Chinese state-owned enterprise regulators are eagerly exploring the Singapore model for state-owned enterprise reform. In 1974 Singapore began turning state-owned enterprises into shareholding corporations, and later publically listed those assets. It also created a fund called “Temasek” to manage the state’s equity shares in corporatized state-owned enterprises. Today the fund is considered one of the most successful sovereign wealth funds in the world.
Central and local regulators of state-owned assets in China are hoping to recreate this success with reform plans calling for the separation of management and ownership in state-owned assets. They will have state investment and operations companies (国有资本投资运营公司) or asset management companies (资本管理公司) take over direct ownership of state-controlled enterprises from unlisted state-owned group companies.
The reforms are a step in the right direction but we should not expect a Chinese “Temasek” to emerge anytime soon.
Since the late 1990s, China has adopted a strategy to reforming state owned enterprises similar in principle to Singapore. State-owned enterprises are repackaged into shareholding companies, and eventually publically listed on equity markets. Non-state investors can then take minority positions in state-owned firms. The belief is that with the introduction of minority shareholders and an improved corporate governance structure, state-owned enterprise will improve performance, thus delivering a higher return on state assets.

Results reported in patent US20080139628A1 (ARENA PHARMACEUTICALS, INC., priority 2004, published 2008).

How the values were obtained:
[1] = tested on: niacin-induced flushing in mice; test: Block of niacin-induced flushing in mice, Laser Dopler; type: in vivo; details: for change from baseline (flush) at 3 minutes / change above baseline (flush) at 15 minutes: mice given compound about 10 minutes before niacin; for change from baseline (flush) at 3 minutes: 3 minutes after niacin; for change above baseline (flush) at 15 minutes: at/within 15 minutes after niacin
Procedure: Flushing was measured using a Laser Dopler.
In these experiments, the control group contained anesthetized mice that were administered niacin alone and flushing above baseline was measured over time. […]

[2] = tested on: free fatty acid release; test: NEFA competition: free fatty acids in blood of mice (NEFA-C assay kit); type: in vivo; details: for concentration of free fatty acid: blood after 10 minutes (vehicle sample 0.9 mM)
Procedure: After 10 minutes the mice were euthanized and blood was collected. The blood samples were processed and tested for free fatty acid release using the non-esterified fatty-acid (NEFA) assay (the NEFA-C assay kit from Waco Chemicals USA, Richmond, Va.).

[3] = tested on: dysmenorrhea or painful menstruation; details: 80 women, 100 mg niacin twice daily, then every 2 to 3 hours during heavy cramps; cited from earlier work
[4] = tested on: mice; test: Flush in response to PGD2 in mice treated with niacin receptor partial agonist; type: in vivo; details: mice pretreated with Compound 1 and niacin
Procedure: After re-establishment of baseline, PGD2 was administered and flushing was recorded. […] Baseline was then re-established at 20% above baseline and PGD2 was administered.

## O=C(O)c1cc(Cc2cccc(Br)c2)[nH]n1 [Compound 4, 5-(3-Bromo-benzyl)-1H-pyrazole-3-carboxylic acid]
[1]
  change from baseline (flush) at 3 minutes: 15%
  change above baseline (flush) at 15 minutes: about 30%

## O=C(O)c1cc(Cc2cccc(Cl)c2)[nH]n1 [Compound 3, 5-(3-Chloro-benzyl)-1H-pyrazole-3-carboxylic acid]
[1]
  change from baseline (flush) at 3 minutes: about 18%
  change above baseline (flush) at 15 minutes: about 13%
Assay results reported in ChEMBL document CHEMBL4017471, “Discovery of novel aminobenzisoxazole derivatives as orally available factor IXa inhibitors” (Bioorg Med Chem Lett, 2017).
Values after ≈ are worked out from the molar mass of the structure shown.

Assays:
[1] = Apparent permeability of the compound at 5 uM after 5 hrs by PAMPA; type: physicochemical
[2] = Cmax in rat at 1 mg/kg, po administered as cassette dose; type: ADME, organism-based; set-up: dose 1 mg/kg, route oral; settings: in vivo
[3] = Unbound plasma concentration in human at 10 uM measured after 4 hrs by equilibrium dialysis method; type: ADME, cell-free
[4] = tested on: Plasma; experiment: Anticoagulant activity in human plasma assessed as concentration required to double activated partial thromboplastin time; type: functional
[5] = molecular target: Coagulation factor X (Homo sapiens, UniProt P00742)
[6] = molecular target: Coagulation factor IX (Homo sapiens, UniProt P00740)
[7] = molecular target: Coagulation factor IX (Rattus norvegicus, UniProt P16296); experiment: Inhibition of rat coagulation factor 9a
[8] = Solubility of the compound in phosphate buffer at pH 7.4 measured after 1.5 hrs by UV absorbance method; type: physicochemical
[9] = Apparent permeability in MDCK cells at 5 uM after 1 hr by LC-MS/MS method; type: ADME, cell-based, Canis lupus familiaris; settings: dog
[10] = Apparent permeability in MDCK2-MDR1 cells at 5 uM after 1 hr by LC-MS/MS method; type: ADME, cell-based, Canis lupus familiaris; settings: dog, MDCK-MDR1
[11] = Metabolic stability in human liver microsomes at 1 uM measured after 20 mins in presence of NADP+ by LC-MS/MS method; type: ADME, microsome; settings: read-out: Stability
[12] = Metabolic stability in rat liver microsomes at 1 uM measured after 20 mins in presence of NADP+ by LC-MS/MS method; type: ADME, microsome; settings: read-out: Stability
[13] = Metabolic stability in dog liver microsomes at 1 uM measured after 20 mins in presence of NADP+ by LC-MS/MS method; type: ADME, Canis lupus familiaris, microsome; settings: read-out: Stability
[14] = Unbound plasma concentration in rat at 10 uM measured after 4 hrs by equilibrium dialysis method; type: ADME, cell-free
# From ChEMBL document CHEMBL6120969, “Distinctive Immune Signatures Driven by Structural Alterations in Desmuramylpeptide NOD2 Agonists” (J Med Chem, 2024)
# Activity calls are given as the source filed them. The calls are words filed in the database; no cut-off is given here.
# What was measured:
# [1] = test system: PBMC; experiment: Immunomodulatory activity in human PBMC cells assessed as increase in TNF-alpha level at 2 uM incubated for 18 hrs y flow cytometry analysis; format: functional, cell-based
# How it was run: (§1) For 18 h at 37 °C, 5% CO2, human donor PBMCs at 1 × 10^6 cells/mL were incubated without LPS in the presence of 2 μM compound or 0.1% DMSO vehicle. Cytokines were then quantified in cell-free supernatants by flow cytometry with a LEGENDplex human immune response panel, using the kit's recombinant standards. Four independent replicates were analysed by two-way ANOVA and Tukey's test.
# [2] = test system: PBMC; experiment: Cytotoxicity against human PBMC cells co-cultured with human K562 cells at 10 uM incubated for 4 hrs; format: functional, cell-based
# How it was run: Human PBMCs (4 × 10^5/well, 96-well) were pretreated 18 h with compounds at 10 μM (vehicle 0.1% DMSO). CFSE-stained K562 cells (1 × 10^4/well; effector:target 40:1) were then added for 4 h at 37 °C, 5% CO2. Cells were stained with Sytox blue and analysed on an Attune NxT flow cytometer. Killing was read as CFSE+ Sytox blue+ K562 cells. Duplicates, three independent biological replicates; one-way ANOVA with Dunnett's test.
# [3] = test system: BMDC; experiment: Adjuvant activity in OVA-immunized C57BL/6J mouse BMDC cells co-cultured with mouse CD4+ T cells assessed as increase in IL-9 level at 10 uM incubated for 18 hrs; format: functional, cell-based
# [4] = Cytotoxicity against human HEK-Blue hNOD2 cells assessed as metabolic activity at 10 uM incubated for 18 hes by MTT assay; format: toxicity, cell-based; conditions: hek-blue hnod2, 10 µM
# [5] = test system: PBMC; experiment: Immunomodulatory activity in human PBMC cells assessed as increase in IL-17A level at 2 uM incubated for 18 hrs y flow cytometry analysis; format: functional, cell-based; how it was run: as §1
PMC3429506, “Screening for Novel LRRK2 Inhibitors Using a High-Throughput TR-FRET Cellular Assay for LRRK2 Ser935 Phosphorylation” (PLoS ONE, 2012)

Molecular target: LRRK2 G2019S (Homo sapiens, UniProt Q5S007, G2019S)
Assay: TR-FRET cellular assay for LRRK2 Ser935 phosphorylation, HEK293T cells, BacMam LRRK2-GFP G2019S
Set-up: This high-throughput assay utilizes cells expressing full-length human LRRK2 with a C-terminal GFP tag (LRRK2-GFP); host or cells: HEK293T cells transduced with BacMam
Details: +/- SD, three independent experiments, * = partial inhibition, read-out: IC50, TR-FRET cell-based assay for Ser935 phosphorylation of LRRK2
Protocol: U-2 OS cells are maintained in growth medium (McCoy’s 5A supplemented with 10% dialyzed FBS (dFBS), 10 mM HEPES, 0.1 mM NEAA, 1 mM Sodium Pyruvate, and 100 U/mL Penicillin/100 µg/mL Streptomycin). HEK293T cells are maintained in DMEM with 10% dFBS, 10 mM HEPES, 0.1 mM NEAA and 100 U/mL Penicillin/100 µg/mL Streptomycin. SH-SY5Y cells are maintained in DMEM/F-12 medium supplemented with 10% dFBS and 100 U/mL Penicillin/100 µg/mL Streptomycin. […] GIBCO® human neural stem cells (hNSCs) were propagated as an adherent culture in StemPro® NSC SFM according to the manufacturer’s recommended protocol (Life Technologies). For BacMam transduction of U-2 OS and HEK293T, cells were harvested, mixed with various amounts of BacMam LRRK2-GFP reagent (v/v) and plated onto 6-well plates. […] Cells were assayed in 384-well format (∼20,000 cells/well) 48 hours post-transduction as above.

However, China’s own experiments with corporatization and listing have not been as successful. First, corporatization has proceeded at a painfully slow pace. Ten years after China established the State-owned Assets Supervision and Administration Commission (SASAC) to streamline the restructuring of state firms only 50 percent of state-owned firms have been corporatized. And the state retains control of 75.4 percent of the equity of all state-owned and state-controlled firms, leaving little room for minority investors.
Second, even if the corporatization process were to speed up, corporatized state-owned enterprises (or “state-controlled firms”) have not performed significantly better than traditional state-owned enterprises. The return-on-assets of state-controlled firms and traditional state-owned enterprises have converged over the past 7 years. Today the gap is only about 1.6 percent compared with 5 percent in 2005. It is also unclear whether the relative outperformance of state-controlled firms over state-owned firms is due to corporate governance or the fact that these firms represent the best performing state assets (a sampling bias). This could explain why the average returns for state-controlled firms converge with traditional state-owned firms as more firms are corporatized.
One of the key differences between the China model and the Singapore model is the failure to manage state assets on a commercial basis. In theory SASAC is supposed to enhance the performance of state assets. However in practice it acts more as a supervisor for the corporate governance reforms of state-owned enterprise, leaving operational decisions and investment responsibilities at the central level to 115 unlisted state-owned groups.